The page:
Human frailty of a different sort underpins the final work, the spirited romp that is Gianni Schicchi. This production from 2007 is already receiving its second revival, this time joined by its intended Il trittico brethren, and from the moment the curtain rises on John Macfarlane’s intentionally hideous set we know we are in for an hour of unbridled pleasure. For pure hilarity Liam Steel’s recent, brilliant Commedia-inflected production for English Touring Opera has the edge, but this Royal Opera production is a joy in its own right.Lucio Gallo follows Bryn Terfel and Thomas Allen in the title-role, and as the first Italian singer to lead this production he is a Schicchi to be reckoned with: a decisive, faintly prissy character who despises the family that hires him to fake a dead man’s will, and who in turn defrauds the frauds.Rebecca Evans as Nella, Alan Oke as Gherardo, Francesco Demuro as Rinuccio, Robert Poulton as Marco, Elena Zilo as Zita, Gwynne Howell as Simone, Marie McLaughlin as La Ciesca, & Jeremy White as Betto di Signa (Gianni Schicchi, Royal Opera, September 2011). Photograph: Bill CooperGallo’s vividly-etched and -sung performance is surrounded by a delirious ensemble of starry names, Marie McLaughlin, Rebecca Evans and Alan Oke among them, but a special nod goes to Francesco Demuro who makes something out of nothing as the romantic juvenile lead, Rinuccio.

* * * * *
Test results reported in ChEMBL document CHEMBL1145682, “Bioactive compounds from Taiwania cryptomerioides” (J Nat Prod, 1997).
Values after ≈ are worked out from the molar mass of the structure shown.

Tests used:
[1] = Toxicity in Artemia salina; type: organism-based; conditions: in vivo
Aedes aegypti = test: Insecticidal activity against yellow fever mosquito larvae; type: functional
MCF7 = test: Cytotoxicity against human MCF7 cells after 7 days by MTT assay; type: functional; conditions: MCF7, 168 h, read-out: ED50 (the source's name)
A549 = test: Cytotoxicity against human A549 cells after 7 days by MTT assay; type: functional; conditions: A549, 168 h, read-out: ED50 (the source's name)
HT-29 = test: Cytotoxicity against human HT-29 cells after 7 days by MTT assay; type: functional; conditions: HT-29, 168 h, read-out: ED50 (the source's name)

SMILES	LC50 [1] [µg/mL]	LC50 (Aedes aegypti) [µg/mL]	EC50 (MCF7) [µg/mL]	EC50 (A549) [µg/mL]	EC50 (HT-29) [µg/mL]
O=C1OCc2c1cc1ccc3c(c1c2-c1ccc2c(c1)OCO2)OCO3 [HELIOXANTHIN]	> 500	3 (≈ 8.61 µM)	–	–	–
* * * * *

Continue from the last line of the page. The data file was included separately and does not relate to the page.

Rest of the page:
Puccini’s only opera buffa is staged with a sense of pure pleasure as, once again, Jones proves himself the directorial god of small things. Moments such as the annoying child who repeatedly crashes a toy car into the wall, or the disembodied hand of Daddy that Lauretta (Ekaterina Siurina) so winsomely cajoles during the famous aria “O mio babbino caro”: these and countless other felicities make for a wonderfully entertaining finale. Il trittico – a gruelling endurance test for the audience? Not a bit of it. Four hours and two intervals after we took our seats we were falling off them.